Coronary artery disease (CAD) is defined as impairment of heart function due to inadequate blood flow to the heart against its demand, caused by obstructive changes in the coronary circulation to the heart. Prevalence of CAD is greatly increasing in our country for the last several years and is expected to assume epidemic proportions soon. CAD causes more deaths and disabilities, and incurs greater economic costs than any other illness in the developed as well as developing countries. Projections based on the Global Burden of Disease Study estimate that by the year 2020, the burden of athero-thrombotic cardiovascular disease in India would surpass that in any other region in the world.  Studies in India have documented a five-fold higher prevalence of coronary heart disease in the urban as compared to the rural population.  Over the last three decades, progress in coronary artery bypass grafting and percutaneous interventions has improved the prognosis of CAD, but has not been able to address the basic etiopathology of CAD. , These are merely providing palliative relief at a high cost.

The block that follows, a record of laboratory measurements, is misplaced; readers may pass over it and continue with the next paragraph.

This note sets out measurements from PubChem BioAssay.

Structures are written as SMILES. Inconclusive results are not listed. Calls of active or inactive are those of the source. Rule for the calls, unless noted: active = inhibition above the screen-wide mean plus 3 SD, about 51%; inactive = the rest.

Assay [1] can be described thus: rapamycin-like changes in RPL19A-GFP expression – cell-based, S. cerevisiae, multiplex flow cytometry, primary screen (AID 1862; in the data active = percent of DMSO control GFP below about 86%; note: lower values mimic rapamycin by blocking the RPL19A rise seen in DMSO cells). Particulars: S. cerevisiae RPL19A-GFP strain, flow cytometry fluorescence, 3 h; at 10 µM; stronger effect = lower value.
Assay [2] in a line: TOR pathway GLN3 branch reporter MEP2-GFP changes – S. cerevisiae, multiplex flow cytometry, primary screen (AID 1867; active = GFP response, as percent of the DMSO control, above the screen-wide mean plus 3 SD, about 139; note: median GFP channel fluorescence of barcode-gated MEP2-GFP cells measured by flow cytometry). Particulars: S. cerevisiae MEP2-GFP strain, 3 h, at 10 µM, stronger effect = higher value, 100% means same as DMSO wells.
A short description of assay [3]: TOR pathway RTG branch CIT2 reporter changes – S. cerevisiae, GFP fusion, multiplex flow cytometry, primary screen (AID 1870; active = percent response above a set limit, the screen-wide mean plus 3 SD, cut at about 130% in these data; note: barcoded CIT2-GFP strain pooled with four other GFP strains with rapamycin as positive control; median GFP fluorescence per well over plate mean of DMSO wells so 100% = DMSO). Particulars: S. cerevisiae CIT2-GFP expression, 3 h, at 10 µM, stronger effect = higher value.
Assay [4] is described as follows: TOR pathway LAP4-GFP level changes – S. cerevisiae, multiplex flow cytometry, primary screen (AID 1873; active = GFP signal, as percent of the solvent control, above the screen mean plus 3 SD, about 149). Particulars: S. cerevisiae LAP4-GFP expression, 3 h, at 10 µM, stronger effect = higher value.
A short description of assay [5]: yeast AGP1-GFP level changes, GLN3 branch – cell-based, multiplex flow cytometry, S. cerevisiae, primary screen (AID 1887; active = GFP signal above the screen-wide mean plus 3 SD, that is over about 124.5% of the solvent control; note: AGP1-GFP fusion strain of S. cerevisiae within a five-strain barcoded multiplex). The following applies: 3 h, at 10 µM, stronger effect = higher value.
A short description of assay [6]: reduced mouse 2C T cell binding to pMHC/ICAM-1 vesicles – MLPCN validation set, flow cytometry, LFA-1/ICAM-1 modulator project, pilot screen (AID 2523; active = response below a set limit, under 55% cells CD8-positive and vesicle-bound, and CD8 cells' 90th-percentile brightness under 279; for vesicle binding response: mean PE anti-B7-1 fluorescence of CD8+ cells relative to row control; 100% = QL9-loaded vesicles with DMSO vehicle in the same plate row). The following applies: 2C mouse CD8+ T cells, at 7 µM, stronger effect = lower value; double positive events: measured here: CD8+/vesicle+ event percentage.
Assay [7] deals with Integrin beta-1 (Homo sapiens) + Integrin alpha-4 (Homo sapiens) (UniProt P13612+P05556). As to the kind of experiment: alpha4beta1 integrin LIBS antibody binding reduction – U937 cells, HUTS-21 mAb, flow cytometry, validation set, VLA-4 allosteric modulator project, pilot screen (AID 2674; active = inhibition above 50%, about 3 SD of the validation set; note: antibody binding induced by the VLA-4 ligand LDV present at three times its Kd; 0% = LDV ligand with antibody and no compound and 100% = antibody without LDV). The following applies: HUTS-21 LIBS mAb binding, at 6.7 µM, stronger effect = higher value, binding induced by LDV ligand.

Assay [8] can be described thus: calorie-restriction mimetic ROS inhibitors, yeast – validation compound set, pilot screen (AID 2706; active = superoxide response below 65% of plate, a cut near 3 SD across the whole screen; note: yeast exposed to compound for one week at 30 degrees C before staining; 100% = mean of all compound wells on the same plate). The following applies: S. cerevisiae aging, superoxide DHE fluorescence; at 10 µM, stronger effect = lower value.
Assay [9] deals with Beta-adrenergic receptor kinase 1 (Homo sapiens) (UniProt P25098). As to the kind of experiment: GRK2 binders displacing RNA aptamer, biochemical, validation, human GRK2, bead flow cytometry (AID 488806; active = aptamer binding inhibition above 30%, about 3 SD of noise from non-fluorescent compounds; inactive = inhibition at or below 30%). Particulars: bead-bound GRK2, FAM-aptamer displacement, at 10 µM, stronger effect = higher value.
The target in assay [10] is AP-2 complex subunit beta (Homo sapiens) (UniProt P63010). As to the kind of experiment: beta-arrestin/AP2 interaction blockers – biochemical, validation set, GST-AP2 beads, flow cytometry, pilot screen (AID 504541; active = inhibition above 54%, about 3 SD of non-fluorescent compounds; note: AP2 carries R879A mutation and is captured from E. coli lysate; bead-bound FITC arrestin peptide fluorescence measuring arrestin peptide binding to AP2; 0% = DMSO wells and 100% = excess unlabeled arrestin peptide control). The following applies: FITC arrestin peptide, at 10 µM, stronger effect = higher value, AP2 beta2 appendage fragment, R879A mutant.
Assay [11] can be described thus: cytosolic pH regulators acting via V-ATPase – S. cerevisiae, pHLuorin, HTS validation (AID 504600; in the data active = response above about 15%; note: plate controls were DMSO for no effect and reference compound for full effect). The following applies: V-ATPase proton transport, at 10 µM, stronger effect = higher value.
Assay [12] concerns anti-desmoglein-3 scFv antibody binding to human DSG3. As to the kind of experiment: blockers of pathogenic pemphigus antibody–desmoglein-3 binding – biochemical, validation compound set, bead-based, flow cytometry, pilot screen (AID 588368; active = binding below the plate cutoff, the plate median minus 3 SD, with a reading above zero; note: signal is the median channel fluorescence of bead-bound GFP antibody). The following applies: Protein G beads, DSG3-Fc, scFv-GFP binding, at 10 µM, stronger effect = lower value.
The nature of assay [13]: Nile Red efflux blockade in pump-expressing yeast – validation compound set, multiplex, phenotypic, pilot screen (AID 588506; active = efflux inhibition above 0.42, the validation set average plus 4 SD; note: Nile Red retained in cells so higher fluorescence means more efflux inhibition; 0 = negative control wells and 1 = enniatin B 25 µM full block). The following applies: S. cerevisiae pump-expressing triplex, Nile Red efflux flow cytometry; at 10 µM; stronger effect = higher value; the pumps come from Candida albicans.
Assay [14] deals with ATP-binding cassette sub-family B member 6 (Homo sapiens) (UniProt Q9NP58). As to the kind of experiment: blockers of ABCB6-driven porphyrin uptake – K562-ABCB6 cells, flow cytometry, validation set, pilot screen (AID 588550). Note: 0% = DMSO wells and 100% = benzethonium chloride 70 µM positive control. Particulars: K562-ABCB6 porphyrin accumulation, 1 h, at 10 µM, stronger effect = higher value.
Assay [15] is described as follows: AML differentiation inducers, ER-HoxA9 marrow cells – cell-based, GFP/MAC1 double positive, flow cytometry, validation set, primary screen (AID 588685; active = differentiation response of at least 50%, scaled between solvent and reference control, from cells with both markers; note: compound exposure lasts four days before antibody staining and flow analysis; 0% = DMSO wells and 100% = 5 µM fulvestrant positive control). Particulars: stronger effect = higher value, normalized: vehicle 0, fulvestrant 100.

The lungs are linked in series with the cardiac pump, and they are not only influenced by mechanical alterations in pump function but also by neuro-humoral modulators and cytokines involved in the pathogenesis of various heart diseases. , It has also been proposed that increased levels of circulating cytokines such as tumor necrosis factor-α and interleukin-6 in CAD patients may induce changes in lung parenchyma.  High left atrial pressure may also induce chronic remodeling of the pulmonary vasculature and its wall thickening. There may also be an enhanced degree of airway reactivity.  Elevation of the capillary pressure causes alveolar-capillary membrane stress failure (i.e., increase in capillary permeability to water and ions, and disruption of local regulatory mechanisms for gas exchange), leading to a decrease in membrane conductance, an increase in capillary blood volume and subsequent impairment of diffusion capacity. , Diffusion factor of the lung for carbon monoxide (DLCO) may give an early indication of alveolar-capillary membrane dysfunction in CAD patients as data is lacking in stable patients of CAD.